Philippine volleyball has, in other words, grown rapidly since the millennium driven by big sponsors, growing spectator crowds and television audience putting more money into the sport. And with money came intra-corporate disputes and power struggles. Presidents wandered off, and key figures in the PVF were more committed to gaining money than developing volleyball, according to several sources in the volleyball community in the Philippines. However as late as 19 November 2014 the FIVB handed a certificate that stated:

“We hereby confirm that the Philippine Volleyball Federation (PVF) has been affiliated to the FIVB since 1951. The FIVB recognises this federation as the legitimate and exclusive authority, under the leadership of its president, Karl Geoffrey L. Chan II and its secretary general, Dr. Rustico C. Camangian, to govern volleyball and beach volleyball in the Philippines.”

Despite this statement, FIVB suddenly had another opinion two month later, in January 2015.

Time will tell
While the PVF, LVPI and POC are now waiting for the FIVB congress in October 2018 in the Dominican Republic, the PVF has taken NOC President José ‘Peping’ Cojuangco Jr. to Philippine court. Preliminary judge Achilles A. A. C. Bulauitan granted the motion on 15 May 2017, and the trial is set for 9 August 2017.

“We hope that justice will be rendered for PVF in local court,” Rustico C. Camangian explains.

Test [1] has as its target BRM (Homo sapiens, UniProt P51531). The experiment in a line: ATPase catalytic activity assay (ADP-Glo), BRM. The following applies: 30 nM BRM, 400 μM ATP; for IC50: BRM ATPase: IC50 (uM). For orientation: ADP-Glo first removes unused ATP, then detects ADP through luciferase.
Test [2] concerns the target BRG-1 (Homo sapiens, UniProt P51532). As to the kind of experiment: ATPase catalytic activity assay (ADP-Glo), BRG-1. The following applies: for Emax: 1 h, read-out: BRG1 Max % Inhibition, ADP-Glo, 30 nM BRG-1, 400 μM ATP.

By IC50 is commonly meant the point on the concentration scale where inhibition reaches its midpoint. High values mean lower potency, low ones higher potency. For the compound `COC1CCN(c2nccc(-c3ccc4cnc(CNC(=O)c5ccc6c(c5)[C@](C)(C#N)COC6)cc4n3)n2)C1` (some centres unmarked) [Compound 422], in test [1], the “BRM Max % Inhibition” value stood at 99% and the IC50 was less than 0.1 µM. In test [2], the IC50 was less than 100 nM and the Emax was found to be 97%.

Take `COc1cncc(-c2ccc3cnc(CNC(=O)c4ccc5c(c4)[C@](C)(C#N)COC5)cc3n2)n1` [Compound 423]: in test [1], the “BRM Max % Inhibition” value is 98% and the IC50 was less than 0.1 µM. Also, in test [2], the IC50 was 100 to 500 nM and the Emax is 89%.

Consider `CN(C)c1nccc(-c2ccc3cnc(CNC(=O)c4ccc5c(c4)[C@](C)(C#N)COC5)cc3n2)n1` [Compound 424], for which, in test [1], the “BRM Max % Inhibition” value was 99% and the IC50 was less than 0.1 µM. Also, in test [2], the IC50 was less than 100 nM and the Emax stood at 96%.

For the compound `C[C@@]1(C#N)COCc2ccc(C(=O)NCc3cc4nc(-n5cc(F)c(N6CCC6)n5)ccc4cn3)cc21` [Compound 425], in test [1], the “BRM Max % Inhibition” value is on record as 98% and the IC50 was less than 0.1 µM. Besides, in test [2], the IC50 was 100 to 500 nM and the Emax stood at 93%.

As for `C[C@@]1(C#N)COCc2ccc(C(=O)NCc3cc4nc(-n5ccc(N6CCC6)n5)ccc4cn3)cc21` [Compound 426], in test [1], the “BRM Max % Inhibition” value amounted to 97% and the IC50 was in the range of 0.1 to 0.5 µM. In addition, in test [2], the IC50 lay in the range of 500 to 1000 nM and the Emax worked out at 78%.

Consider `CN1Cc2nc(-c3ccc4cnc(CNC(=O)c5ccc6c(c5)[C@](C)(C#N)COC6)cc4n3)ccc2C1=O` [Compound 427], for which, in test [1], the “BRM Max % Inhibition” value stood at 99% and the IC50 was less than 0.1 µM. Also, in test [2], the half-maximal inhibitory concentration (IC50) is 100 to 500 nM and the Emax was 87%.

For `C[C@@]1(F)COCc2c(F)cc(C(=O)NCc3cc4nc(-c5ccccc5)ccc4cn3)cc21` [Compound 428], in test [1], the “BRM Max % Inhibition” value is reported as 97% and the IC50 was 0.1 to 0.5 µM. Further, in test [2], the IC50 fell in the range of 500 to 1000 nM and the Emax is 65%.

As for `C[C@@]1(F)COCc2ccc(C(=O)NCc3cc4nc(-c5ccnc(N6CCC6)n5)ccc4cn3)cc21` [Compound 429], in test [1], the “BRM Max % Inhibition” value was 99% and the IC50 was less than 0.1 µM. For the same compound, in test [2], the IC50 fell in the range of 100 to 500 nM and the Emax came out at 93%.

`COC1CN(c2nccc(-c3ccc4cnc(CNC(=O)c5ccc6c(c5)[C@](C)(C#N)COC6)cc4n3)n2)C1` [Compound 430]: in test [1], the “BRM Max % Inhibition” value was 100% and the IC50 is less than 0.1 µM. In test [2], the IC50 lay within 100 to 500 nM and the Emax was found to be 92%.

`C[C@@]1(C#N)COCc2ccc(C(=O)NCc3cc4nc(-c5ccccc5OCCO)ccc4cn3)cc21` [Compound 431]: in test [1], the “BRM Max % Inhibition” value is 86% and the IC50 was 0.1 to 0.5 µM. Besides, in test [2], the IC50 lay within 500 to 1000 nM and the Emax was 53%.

According to Stephen Bock, the FIVB will follow the legal case in the Philippines closely:

“We will immediately inform the Board of Administration and the FIVB Congress about any change of the situation in the Philippines,” he says to Play the Game.

Another step for the PVF could be going to the Court of Arbitration for Sport (CAS), if the decision at the FIVB Congress in October 2018 goes against the organisation:

“Going to CAS could be the last resort for PVF, considering the economic requirements of such relief. However, there might be several national sports federations that would be willing to help in this cause,” Rustico C. Camangian says – dreaming of a brighter future for Philippine volleyball:

“As long as there are people willing to make a stand for principles of good governance and genuine patriotism notwithstanding the tremendous and insurmountable odds, then the sun will surely rise for Philippine volleyball. When? I’m praying it will happen in our generation. Time will tell, nonetheless.”